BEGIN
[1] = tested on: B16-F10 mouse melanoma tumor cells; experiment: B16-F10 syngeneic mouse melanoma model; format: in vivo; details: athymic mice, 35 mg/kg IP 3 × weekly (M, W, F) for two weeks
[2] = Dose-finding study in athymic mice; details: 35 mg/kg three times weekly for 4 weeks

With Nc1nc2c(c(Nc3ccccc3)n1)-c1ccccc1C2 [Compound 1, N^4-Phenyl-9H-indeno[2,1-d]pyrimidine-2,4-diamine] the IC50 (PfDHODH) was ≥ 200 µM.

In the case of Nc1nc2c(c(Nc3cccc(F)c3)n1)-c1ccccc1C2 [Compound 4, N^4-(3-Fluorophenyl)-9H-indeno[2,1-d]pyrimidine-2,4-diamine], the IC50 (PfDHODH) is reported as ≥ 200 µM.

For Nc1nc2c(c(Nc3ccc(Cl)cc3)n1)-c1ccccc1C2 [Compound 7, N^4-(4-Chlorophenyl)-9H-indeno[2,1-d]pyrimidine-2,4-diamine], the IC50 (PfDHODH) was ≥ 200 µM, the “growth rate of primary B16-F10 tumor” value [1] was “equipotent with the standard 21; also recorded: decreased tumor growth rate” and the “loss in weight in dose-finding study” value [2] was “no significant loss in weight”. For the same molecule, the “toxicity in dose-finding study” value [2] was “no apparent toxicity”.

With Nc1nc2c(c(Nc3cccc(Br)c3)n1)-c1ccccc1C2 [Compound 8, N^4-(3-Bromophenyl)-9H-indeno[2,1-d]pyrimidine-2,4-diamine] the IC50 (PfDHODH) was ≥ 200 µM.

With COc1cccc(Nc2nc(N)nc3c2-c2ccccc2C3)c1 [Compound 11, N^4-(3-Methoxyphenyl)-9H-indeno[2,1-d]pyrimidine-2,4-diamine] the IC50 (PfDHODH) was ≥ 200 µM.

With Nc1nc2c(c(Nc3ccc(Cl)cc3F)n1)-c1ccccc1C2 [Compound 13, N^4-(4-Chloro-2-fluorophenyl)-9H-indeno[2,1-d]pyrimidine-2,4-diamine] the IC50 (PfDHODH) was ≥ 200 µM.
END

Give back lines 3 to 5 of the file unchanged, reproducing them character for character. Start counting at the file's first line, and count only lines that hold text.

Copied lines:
With Nc1nc2c(c(Nc3ccccc3)n1)-c1ccccc1C2 [Compound 1, N^4-Phenyl-9H-indeno[2,1-d]pyrimidine-2,4-diamine] the IC50 (PfDHODH) was ≥ 200 µM.

In the case of Nc1nc2c(c(Nc3cccc(F)c3)n1)-c1ccccc1C2 [Compound 4, N^4-(3-Fluorophenyl)-9H-indeno[2,1-d]pyrimidine-2,4-diamine], the IC50 (PfDHODH) is reported as ≥ 200 µM.

For Nc1nc2c(c(Nc3ccc(Cl)cc3)n1)-c1ccccc1C2 [Compound 7, N^4-(4-Chlorophenyl)-9H-indeno[2,1-d]pyrimidine-2,4-diamine], the IC50 (PfDHODH) was ≥ 200 µM, the “growth rate of primary B16-F10 tumor” value [1] was “equipotent with the standard 21; also recorded: decreased tumor growth rate” and the “loss in weight in dose-finding study” value [2] was “no significant loss in weight”. For the same molecule, the “toxicity in dose-finding study” value [2] was “no apparent toxicity”.